This, as you may have guessed by the title, is the promised Davis Projects for Peace application post. I think it's important that these documents have their own post because they explain a lot about what I hope to accomplish with my project, both this summer and in the future.
*Important note: My budget for the project in this post is listed as $10,000 because this proposal was made specifically for the Davis Projects for Peace program, which gives away $10,000 awards. Accordingly, I made this budget for $10,000 to show the committee what I would do with that amount of money if I were to win one of these awards.
Without further ado, here's my official project proposal:
It has been proven time and time again that educating women is one of the most effective ways of fostering gender equality, economic development, and long-term peace. To educate a woman is to empower her; armed with empowerment, she is more likely to become a cultivator of peace and stability in her community. For this reason, I aspire to teach English during July of 2013 at the Muanjadi High School, a high school for girls in Mbuji Mayi, Democratic Republic of Congo.
During high school, my French Honor Society dedicated its fundraising efforts to sponsoring girls through the Muanjadi Organization, allowing them to stay in school rather than being married off to preserve their families’ incomes. As we raised money to help these young women, our group got to know the Organization’s founder, Sandra Bea. Sandra was born and raised in Kinshasa, the capital of the Democratic Republic of Congo, and attended the school which is now the focus of her charity’s efforts.
I contacted Sandra about traveling abroad to teach English after reading Half the Sky: Turning Oppression Into Opportunity for Women Worldwide, which inspired me to consider what I could do to help the world continue in its progression towards gender equality. In reply to my email, Sandra informed me that the Muanjadi Organization had never sent someone abroad to teach before, but that they hoped to in the future. She invited me to design and pioneer a Teach-for-Muanjadi program for the Organization.
My proposal’s chief intention is, firstly, to teach English to the young women of the Muanjadi High School, and, secondly, to show them how much power they gain with their knowledge of this widespread lingua franca. To accomplish the second goal, I intend to do two things: to start a pen-pal program between my students at the Muanjadi High School and my own alma mater, Castle View High School, and to give my students a blog of their own, so that they may continue to reach out and communicate with the wider world after I leave. I plan to allocate a portion of the money to an internet café in Mbuji Mayi, arranging an hour-long period each week during which any of my students can enter free-of-charge and update the class blog. Through this, the students will see how they themselves can directly impact the world by communicating with others, as well as continuing to practice and improve their English skills. Being able to easily communicate their thoughts and ideas with the larger world will hopefully serve as a highly empowering experience for the students, showing them that they possess the aptitude to impact not only their community, but communities around the world as well.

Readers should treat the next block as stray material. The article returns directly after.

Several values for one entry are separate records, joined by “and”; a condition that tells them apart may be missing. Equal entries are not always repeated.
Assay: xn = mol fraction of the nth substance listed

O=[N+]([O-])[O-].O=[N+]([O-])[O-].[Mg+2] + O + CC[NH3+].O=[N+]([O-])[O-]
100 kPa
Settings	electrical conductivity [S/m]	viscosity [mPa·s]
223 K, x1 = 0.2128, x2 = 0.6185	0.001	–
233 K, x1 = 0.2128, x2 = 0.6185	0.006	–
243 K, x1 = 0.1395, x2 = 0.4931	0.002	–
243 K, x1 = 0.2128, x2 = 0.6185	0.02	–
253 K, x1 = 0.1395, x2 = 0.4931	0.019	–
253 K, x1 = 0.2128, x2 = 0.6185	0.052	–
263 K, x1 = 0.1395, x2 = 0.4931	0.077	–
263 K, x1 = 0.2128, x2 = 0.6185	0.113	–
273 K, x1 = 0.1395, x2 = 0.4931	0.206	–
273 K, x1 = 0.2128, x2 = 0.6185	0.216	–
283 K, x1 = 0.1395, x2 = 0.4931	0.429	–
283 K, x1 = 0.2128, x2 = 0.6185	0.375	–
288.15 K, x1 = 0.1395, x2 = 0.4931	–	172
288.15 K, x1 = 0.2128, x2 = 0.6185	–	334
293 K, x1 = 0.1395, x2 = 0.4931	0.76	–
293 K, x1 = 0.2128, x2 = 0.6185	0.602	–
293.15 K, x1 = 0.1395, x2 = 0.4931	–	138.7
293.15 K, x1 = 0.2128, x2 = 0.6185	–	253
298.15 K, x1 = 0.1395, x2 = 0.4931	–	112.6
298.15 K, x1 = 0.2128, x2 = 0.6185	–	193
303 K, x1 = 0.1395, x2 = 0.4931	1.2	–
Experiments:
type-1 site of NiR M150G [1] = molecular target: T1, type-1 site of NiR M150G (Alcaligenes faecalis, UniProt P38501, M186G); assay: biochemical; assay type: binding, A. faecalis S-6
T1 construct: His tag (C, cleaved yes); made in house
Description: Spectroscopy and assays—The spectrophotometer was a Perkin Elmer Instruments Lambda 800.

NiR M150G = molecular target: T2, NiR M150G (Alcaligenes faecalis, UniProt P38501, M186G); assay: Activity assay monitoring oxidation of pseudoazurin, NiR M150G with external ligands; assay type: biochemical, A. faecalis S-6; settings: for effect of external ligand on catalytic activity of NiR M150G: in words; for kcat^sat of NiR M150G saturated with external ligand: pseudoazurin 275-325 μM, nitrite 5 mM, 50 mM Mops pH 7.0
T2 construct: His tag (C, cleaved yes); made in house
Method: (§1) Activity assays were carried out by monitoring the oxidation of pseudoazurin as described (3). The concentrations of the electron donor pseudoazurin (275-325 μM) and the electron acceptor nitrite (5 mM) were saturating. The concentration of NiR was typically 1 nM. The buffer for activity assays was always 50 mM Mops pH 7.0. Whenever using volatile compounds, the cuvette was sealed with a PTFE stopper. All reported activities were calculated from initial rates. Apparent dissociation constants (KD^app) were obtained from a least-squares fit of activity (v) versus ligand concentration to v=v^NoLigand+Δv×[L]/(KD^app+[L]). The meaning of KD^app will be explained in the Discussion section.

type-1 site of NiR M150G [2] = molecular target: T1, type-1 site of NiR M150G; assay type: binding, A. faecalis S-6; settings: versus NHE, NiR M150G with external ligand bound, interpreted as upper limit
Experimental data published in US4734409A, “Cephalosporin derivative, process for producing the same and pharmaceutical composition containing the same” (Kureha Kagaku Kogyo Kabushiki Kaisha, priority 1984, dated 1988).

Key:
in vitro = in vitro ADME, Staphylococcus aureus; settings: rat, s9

In order to encourage others to follow in my footsteps in the future, I intend to document the planning process and progression of my program, as well as my trip itself on a video blog (which can be found at: http://muanjadi.blogspot.com); in the weeks following my trip, I will to compile my videos and the footage I record of my service abroad into a documentary. This documentary will aim to be inspirational, as well as informational, to the current students of French Honor Societies in the Douglas County, Colorado area, with whom I will work in the future to sustain the Teach-for-Muanjadi program. I plan to present this video to the respective groups, and to encourage them to collaborate on establishing one significant annual fundraising event whose proceeds would go towards sending one teacher per year, ideally eighteen or older, abroad to teach English during one month of their summer vacation. Additionally, I would use a portion of the money to create a Teach-for-Muanjadi three-year stipend, which would provide financial help to the next teachers as the program finds its footing. My program would also institute a biannual end-of-semester school supply drive, for which the Castle View French Honor Society would place collection boxes at local schools for leftover school supplies. The supplies collected would be sent abroad with each year’s teacher, to be donated to the school.
As a whole, my project aims to empower both the girls of the Muanjadi High School and the Douglas County French Honor Societies’ members by creating and sustaining opportunities for intercultural learning sharing. When ideas can be exchanged despite socioeconomic and cultural differences, peace and understanding begin to take root.
To supplement that, I'm also including my proposal's budget (if I were to get $10,000 for this project, that is). Here it is:*Sandra Bea, with whom I am working to facilitate this project, has invited me to stay in her mother’s house in Mbuji Mayi during my trip, more or less eliminating the costs of meals and lodging.
Thanks for reading,